I was called to school as she was very upset as she was hurt. I went to the sickbay to see four of her school friends all huddled around her comforting her, which brought a tear to my eye. I cuddled her and helped her to calm down with all the tears and pain of her little cut ear. Then I realized the back of her earring was missing. read more →
I’m a single mom to girls, I work 30 hours a week at the local university and attend graduate school there full time. My ex no longer pays child support and it made it hard for us to make ends meet.
I started to think about dropping out of grad school so I could work full time but a friend of mine told me that they wanted to support me by help us out once a month. read more →
I teach newly arrived immigrant teenagers English as a Second Language. Many of these children come to me from countries where their living condition are horrible and life-threatening. Often, one of the parents comes to the US and works, sending home money so that smugglers can be paid to bring other family members here (usually one at a time). These children have risked life and limb to be reunited with their parents and often endure heartbreaking abuse and witness even worse on their journeys here. Yet, every day, I am greeted by their smiling faces as they embark upon this new phase of their life. read more →
He started to improve and the next year for July 4th he gathered up a few of us and asked if we thought we could do a fundraiser concert for another young man, a local high school student with leukemia, and help out him and his family the way he had been helped. We all agreed and put on a great fundraiser concert for this man and raised a few thousand dollars to help out.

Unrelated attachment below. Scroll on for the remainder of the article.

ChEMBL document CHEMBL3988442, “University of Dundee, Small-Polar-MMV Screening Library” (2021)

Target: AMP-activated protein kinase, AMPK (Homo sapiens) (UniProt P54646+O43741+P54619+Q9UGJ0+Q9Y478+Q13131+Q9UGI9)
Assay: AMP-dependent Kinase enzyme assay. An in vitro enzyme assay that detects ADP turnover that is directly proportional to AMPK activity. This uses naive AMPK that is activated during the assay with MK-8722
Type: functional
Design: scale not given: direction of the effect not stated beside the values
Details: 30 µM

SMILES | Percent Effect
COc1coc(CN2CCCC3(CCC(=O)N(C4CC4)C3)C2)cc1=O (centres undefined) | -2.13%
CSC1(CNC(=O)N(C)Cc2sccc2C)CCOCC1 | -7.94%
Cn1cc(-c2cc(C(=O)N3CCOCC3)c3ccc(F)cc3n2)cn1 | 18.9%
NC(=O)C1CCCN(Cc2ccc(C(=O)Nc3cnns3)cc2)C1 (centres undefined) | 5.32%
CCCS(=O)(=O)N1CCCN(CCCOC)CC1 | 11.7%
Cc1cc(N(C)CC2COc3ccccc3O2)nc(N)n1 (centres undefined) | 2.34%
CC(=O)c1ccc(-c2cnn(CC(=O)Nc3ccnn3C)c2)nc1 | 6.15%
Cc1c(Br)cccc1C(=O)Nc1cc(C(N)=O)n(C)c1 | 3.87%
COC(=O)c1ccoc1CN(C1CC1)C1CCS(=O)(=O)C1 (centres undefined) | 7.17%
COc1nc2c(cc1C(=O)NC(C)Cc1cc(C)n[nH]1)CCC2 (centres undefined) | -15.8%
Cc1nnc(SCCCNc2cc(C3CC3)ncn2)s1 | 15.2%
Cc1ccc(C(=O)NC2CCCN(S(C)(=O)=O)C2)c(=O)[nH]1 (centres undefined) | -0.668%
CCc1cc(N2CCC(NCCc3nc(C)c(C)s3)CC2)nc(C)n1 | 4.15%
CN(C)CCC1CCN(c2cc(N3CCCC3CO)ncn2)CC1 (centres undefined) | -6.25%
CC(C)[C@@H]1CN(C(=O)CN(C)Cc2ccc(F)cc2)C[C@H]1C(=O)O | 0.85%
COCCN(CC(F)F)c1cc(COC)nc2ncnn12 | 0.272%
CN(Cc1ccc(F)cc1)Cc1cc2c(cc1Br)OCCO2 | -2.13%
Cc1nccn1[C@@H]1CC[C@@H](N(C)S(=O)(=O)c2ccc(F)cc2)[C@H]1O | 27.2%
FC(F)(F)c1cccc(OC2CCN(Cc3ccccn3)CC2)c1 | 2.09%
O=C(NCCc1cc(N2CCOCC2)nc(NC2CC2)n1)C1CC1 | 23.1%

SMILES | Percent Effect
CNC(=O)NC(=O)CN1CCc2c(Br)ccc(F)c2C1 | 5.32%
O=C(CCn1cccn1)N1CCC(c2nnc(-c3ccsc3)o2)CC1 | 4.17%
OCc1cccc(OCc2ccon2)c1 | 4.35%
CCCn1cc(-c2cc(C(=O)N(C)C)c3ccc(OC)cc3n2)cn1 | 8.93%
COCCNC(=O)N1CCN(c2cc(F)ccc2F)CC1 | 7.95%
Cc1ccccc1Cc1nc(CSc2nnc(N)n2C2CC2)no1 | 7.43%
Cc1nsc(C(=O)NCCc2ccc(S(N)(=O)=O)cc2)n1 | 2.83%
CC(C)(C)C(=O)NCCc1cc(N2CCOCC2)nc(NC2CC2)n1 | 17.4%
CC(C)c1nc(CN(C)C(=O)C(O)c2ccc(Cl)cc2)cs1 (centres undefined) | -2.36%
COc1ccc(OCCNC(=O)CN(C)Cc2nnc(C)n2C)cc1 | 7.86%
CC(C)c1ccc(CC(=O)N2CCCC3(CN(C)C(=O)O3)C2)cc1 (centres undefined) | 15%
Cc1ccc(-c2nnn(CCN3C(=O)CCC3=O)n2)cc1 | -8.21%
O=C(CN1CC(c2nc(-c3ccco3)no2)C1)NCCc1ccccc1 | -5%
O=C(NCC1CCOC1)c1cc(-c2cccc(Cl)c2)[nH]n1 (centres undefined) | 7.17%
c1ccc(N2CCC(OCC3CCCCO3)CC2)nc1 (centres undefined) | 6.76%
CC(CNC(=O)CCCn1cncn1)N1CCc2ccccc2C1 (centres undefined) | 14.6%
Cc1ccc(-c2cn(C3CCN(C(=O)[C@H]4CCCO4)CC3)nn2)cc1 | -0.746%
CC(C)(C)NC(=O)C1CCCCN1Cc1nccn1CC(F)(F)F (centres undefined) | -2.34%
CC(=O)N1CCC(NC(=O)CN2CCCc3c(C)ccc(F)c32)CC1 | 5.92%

That same summer my friends’ cancer had come back with a vengeance and he was gone by November. His dying wish was that we try to continue and try to keep the Brotherhood of Love crew together and keep helping our kids in our community. read more →
Kindness in the dictionary is defined as a noun, I tend to disagree. I first remember becoming aware of the importance of kindness when I was a small child. I had a difficult childhood due to severe bullying in the home by an older family member. Being an old soul in a young body, I sentimentally found solace in old movies where it all seemed so simple and joyful. Black and whites were a favourite and Frank Capra’s, ‘It’s a Wonderful Life,’ caught my special attention. Watching Jimmy Stewart’s character experience his world as if he had not been born, helped him to realise the impact his kindnesses had had on the people around him and how their world was so different and negative without him. read more →
After our daughter was killed in a car accident, a couple left a note at the site of the accident where a small memorial was created by her friends. Knowing we didn’t drive down that street, our daughter’s husband brought the note to us. The note expressed their concern for us and included their phone number to call any time. After calling, we discovered the couple had also lost their son in a car accident. We became friends and helped each other. – Ginny ♥
My mom was killed in a car accident a few months ago. The out pouring of support my family received is something I still can’t believe. People I went to high school with, and have not talked to in over 20 years came to the services. Some driving hours from out of state. Just typing it gives me chills. – Amy ♥